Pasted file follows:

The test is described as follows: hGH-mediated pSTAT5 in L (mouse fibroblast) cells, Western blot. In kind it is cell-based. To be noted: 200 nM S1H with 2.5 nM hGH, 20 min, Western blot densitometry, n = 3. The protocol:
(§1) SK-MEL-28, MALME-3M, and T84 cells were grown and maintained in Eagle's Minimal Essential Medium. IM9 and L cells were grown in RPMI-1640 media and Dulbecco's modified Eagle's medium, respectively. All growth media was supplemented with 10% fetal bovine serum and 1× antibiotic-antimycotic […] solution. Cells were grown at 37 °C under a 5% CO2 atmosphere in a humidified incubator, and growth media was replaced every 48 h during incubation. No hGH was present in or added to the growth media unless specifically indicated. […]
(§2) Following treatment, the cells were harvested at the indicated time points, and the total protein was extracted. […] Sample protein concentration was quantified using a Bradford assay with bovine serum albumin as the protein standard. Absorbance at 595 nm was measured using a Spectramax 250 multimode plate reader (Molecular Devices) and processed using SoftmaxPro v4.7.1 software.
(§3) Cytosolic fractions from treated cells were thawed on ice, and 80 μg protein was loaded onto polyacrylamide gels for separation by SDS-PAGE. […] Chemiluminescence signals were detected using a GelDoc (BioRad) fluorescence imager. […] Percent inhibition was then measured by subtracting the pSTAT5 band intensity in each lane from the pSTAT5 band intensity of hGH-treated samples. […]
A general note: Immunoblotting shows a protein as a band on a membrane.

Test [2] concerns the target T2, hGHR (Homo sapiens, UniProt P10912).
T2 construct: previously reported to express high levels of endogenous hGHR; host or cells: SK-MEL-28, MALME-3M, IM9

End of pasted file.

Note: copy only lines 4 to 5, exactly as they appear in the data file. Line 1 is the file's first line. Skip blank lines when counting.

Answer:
(§3) Cytosolic fractions from treated cells were thawed on ice, and 80 μg protein was loaded onto polyacrylamide gels for separation by SDS-PAGE. […] Chemiluminescence signals were detected using a GelDoc (BioRad) fluorescence imager. […] Percent inhibition was then measured by subtracting the pSTAT5 band intensity in each lane from the pSTAT5 band intensity of hGH-treated samples. […]
A general note: Immunoblotting shows a protein as a band on a membrane.